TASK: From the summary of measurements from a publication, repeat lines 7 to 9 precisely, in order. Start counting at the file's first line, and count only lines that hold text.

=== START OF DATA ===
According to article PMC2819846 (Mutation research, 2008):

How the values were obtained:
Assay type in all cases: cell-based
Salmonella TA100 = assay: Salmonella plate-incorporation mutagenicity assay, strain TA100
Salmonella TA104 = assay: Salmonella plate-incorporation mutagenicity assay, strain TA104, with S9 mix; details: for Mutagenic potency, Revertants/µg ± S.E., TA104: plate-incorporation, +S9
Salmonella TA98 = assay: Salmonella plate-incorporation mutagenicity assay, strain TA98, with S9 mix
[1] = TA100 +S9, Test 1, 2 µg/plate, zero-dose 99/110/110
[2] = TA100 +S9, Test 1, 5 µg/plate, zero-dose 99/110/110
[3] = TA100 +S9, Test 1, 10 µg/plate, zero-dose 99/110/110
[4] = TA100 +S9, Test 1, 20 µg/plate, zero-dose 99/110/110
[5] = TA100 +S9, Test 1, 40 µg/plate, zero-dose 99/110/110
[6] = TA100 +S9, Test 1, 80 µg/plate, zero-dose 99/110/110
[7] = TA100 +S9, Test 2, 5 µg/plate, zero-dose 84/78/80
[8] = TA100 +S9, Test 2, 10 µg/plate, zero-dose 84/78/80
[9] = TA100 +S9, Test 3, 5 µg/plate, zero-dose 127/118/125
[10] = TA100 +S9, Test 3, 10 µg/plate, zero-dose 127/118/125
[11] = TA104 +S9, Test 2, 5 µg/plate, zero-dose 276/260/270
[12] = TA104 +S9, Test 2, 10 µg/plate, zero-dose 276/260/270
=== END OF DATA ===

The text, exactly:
[1] = TA100 +S9, Test 1, 2 µg/plate, zero-dose 99/110/110
[2] = TA100 +S9, Test 1, 5 µg/plate, zero-dose 99/110/110
[3] = TA100 +S9, Test 1, 10 µg/plate, zero-dose 99/110/110